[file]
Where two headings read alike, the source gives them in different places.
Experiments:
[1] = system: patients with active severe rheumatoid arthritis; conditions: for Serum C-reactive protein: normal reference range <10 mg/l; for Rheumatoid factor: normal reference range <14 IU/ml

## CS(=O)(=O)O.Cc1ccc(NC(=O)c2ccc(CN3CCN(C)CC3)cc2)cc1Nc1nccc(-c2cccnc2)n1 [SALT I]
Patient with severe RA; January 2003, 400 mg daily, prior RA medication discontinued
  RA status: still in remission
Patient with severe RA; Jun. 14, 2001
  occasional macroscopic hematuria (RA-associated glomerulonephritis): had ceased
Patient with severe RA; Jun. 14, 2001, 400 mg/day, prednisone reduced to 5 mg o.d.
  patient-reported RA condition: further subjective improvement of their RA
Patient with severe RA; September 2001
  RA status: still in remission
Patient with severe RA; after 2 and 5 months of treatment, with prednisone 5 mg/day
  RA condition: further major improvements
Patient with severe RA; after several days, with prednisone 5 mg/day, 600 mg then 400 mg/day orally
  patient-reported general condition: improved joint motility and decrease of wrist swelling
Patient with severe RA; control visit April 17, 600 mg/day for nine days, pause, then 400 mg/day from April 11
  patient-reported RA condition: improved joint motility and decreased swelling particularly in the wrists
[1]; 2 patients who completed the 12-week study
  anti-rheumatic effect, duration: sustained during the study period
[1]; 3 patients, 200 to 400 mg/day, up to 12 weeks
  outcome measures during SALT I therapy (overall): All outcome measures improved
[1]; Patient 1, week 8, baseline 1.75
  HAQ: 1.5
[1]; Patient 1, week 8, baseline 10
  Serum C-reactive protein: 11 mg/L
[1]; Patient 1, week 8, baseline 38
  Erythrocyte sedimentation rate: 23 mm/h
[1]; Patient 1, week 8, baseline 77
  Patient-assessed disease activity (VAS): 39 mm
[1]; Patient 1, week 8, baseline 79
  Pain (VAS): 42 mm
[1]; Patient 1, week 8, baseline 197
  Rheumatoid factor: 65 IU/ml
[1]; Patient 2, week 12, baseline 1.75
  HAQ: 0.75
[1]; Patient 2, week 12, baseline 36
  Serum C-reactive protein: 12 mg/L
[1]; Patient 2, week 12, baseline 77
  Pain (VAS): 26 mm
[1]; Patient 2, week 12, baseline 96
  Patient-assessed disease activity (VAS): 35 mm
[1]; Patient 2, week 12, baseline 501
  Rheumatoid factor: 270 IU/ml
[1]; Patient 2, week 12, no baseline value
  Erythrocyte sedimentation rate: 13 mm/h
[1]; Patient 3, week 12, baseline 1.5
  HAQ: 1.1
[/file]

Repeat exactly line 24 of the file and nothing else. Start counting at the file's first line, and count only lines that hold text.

  HAQ: 1.5